- published 3/27 (Larry) - unpublished ?

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News Education

Under the advisement of Macon County Schools’ attorney, John Henning Jr., the Board of Education signed a letter of intent with the Lindamood-Bell Learning Process (LBLP).

At the beginning of the specially called Sept. 6 work session for the board, LBLP representatives presented Henning Jr. with a letter of intent that outlines Macon County’s intention to implement LBLP. The board unanimously voted to take the recommendation of Henning Jr. and voted to approve it.

The letter explains, “The purpose of this letter is to outline the conditions pursuant to which Lindamood-Bell Learning Processes, Inc., a California corporation (“Lindamood- Bell”), will provide services to Macon County Schools, (the “District”) during the 2011-12 school year.”

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Superintendent Dr. Dan Brigman worked with Tim Burrell to develop a voluntary survey to poll Macon County teachers about the possibility of implementing the Lindamood-Bell Learning Process (LBLP) through the district.

A link to the survey was sent in an email from Brigman to all Macon County School and central office employees as well as posted to Brigman’s blog on the school system’s webpage. According to Burrell, the survey was posted on Aug. 31 and remained open until Sept. 6.

Of the 105 participants of the survey, 75 were teachers from each school in the district and 30 were either central office or support staff.

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North Carolina students maintained a 21.9 average ACT score in 2011, marking the fourth year that the state's average ACT score was higher than the nation's, according to the 2011 ACT results released today. ACT test scores are among the factors that colleges and universities use in their admissions process.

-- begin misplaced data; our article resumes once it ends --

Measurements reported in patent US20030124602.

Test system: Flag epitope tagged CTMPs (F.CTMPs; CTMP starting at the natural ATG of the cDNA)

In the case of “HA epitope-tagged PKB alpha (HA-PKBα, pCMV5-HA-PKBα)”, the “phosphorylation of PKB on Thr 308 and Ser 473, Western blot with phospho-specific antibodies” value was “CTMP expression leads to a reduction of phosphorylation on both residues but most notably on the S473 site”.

In 2011, the national average ACT score was 21.1.

“I congratulate the students in the Class of 2011 for continuing a strong showing on the ACT,” said State Superintendent June Atkinson. “I know that students are setting high goals and standards for their academic work and for their future careers. Today’s results are positive news for our state.”

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The North Carolina Department of Public Instruction recently released a report detailing the impacts of state budget cuts on public schools since the 2008-09 school year. The report conveys an eye opening message about the health of public education in North Carolina. According to the report, North Carolina’s public school system has lost over 16,000 positions and laid off over 6,000 employees since the 2008-09 school year; accruing to an 8 percent total reduction in the workforce.

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published: 10/18/2013
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